How does Fast Fashion in the Fashion Industry affect the Environmental Degradation in the world?


The Fashion Industry is one of the top five global polluters. There are a series of environmental costs of fast fashion but there are some companies combating these harmful practices through the use of sustainable products and recycling. Fast Fashion is defined as “an approach to the design, creation, and marketing of clothing fashions that emphasizes making fashion trends quickly and cheaply available to consumers” (Merriam-Webster, “Fast Fashion”). As convenient as fast fashion is, there are physical and mental consequences for how accommodating the industry is.

As humans, we are constantly evolving. Our fashion style can be one of the very many interests that changes, which is most likely the reason fast fashion is so appealing for consumers. It’s cheap, on trend and chances are you’ll buy something new within the next week because you’ve grown tired of wearing the t-shirt that you just bought a month ago because it’s poorly made and it already out of season. What people don’t tend to think about are the implications that fast fashion has on the environment. A lot of clothes are not donated and end up in landfills, adding more waste to the already monstrous amount of garbage. Not the mention the environmental cost to produce these articles of clothing.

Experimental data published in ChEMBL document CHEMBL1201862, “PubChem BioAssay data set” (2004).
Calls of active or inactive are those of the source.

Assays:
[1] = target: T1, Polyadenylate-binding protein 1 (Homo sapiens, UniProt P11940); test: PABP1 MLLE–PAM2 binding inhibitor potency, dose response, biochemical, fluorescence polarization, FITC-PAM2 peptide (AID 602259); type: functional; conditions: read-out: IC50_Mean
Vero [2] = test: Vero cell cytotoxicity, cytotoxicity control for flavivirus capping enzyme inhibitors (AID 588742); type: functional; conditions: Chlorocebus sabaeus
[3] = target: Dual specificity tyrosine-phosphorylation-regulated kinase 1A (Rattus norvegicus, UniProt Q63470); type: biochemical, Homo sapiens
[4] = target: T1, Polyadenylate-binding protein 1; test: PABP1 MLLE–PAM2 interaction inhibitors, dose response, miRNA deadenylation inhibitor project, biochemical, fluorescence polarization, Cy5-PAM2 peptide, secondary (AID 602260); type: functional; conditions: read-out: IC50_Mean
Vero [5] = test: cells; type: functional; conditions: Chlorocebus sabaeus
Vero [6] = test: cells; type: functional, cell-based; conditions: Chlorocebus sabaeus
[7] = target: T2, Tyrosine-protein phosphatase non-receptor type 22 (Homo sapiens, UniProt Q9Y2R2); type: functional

Now shifting the conversation to the environment impact and cost of fast fashion, a topic that most consumers seem to skim over due to the guilt they may feel or out of complete ignorance. Fast fashion is a major contributor to water pollution, toxic chemicals, and textile waste (Perry, “The Environmental Costs of Fast Fashion”). Textile dyeing adds to the pollution of water pollution, it is the “second largest polluter of clean water globally, after agriculture” (Perry, “The Environmental Costs of Fast Fashion”). The dyeing process includes many harmful chemicals that are being added into textiles which ultimately impact hormones in the human body (Morgan, “The True Cost”). In The True Cost, farmers who grow cotton are dying from illnesses caused by pesticides used in their crops. Their children are also suffering from these harmful chemicals through birth defects. Since the cotton has been genetically modified, they require an ample amount of pesticides and insectides. These chemicals used are entering through the skin and into the bloodstream which is the leading cause of the illnesses. Another farmer featured in the movie also emphasized the importance of organic cotton after her husband had died from a brain tumor from the pesticides used on their crops and how organic cotton is now on the rise. Aside from physical deformities, growing cotton is also having a mental and emotional influence on farmers. Cotton has been genetically modified which means that cotton seeds need to be purchased from big pharma companies who have patented this specific cotton seed as their own and hiked up the prices. These farmers are now in debt to these huge companies and will never be able to pay off their debts, causing a tremendous amount of stress which has led to depression. Many of these farmers are committing suicide once they realize they could never pay off their debts or to end their suffering and pain caused by the chemicals used on their crops (Morgan, “The True Cost”). To further add to the environment cost of fast fashion, textile waste is another consequence of the rapid change in trends. The production of clothes will more than likely leave a trail of waste since it still requires copious amounts of water, energy, and chemicals to produce which leaves room and arguments for those who don’t believe that the fashion industry strongly affects environmental degradation.